Monday, December 10, 2012

Holiday Giveaway #2: Hattie Big Sky

It is a rare book that engages middle grade, young adult, and adult readers. Hattie Big Sky, a 2007 Newbery Honor winner by Kirby Larson, is such a book. 

While I listened to it on CD, my 88-year-old mother enjoyed reading it. This blog will include both our reactions to this hard-to-put-down book.

Set in early-20th century Montana, the story focuses on 16-year-old Hattie who just inherited her uncle's 320-acre claim.  Since I listened with my writer's hat on, this is what I appreciated:
  • I loved how the book opened just as Hattie's life changes. The reader sees how Hattie has been orphaned and shifted from one relative to another. The inciting event happens quickly: the fateful letter declaring her inheritance arrives. 
  • Larson uses beautiful language to describe the Montana landscape as well as Hattie's tumultuous feelings. 
  • Hattie's external and internal goals are clearly portrayed. She has to clear 40 acres and set 480 posts in 10 months or lose the claim. Internally, she longs for a home-- for a place where she will no longer be "Hattie Here and There."
  • Each obstacle to Hattie's success produces tension in the story. A shifty single man who desires her and her land, hail, her own exhaustion, her uncle's unpaid bills--all of these work to have the reader rooting for Hattie.
  • Larson weaves in several interesting sub-plots: World War I, Hattie's growing affection for her hometown friend serving in the war, her love for reading and writing, and the anti-German sentiment in America.
While I admired Larson's wordsmith abilities, my mother was very happy "just" to love the story. She loved Hattie's courage and gutsiness and Mr. Whiskers (Hattie's cat.) "When I was reading it I could imagine I was in Montana. I could picture everything," she said. 

My mother immigrated to the United States in 1936 from Germany and never reads anything about WWII. I was wondering if the references to the Huns or the anti-German hatred which impacted Hattie would bother her. When I asked her she replied simply, "That was before my time."

Kirby is donating an autographed copy to one fortunate winner. Mothers, grandmothers, aunts, teachers...leave me a comment and you might win! Just make sure you read the book before you give it away (or give it with a promise that you'll get to read it too!)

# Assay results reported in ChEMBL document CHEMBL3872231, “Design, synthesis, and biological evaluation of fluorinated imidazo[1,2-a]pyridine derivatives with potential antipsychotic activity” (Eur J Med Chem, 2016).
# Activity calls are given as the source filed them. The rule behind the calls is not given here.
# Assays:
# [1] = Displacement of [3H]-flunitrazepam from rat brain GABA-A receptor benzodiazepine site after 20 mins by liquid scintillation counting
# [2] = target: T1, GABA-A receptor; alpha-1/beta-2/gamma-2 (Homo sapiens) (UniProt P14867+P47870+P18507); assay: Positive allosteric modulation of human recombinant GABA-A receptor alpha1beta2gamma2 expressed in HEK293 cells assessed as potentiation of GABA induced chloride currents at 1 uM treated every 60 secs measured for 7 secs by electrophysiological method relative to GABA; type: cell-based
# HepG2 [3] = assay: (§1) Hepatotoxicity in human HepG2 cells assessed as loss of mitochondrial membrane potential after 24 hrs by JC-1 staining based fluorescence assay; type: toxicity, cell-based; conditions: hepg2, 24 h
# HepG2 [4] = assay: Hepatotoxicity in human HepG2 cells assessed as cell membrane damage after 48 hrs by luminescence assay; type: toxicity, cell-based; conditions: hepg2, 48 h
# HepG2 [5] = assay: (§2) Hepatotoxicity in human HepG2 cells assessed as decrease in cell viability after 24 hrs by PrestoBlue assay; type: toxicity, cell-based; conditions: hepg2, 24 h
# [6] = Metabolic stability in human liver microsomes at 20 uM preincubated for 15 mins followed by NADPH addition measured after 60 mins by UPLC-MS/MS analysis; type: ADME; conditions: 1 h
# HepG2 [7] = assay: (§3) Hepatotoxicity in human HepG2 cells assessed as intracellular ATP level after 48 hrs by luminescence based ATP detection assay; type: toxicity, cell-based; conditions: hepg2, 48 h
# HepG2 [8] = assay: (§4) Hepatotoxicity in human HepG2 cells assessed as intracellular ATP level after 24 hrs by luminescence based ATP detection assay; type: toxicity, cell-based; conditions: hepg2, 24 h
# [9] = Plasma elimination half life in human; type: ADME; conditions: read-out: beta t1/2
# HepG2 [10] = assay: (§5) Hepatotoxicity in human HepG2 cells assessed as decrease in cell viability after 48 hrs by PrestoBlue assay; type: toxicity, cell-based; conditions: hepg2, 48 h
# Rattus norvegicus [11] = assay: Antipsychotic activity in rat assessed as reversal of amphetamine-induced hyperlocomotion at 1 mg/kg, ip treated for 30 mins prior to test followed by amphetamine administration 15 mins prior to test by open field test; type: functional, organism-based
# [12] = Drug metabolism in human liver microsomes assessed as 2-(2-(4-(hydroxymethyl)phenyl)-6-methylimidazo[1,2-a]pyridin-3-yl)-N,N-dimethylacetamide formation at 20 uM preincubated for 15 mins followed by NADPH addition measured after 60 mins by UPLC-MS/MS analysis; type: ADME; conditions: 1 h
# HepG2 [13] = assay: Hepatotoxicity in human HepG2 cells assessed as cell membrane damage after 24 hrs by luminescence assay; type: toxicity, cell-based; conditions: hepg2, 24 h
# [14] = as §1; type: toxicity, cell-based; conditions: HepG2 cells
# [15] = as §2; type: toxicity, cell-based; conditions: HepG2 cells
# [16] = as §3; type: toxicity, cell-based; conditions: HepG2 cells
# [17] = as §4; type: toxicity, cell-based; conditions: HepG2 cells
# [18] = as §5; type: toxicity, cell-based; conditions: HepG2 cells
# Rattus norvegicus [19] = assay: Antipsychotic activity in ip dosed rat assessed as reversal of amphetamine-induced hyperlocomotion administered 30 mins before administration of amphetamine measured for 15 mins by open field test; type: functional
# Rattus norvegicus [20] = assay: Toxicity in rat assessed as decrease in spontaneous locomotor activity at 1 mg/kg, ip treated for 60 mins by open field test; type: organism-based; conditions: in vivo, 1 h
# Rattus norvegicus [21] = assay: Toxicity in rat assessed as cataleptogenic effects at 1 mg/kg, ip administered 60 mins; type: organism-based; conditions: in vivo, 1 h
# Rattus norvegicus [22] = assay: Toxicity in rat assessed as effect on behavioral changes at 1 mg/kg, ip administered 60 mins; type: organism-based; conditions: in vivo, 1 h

Here are the giveaway rules: 

  • If you already follow this blog, please share this contest via social media then post a comment telling me what you did.
  • If you aren’t a follower, sign up, and then leave a comment.
  • If you have never entered one of my contests, PLEASE include your email address so I can contact you if you win. No contact information--you can't win!


Next blog up: Kirby shares the personal back story that led her to  writing this book. And you'll have the chance to win Hattie Big Sky on CD!


Joyce Moyer Hostetter said...

I've read this already but I just might read it again. And if I win, I might give it away. Or not. That's a tough call.

Lynn Lovegreen said...

I've already read it, but just wanted to say I loved this book.

Carol Baldwin said...

Thanks, Joyce and Lynn for stopping by. I can see we have a few Hattie lovers among us!

Rosi said...

This is a book I've never read. I have heard about it for years, but it never made it into my TBR stack. I would love to win. You now have a new follower. My email address is rosihollinbeck (at) yahoo (dot) com. Thanks for running this giveaway.

Carol Baldwin said...

Thanks, Rosi. You followed ALL of my rules and I appreciate that!! YOur name is in the proverbial hat!!

Joan Y. Edwards said...

Dear Carol, Thanks for writing such a great review of this book. It sound absolutely great! Neat that your Mother likes it, too.

I tweeted about your giveaway and I also posted about it on Facebook.

Celebrate you and your Mother.
Never Give Up
Joan Y. Edwards

Carol Baldwin said...

Thanks, JOan. You're in!

Linda Vigen Phillips said...

I take it on good faith, yours and your mother's recommendations. Not only that, I love to read a good story about how someone handles an inheritance! That's not always an easy task.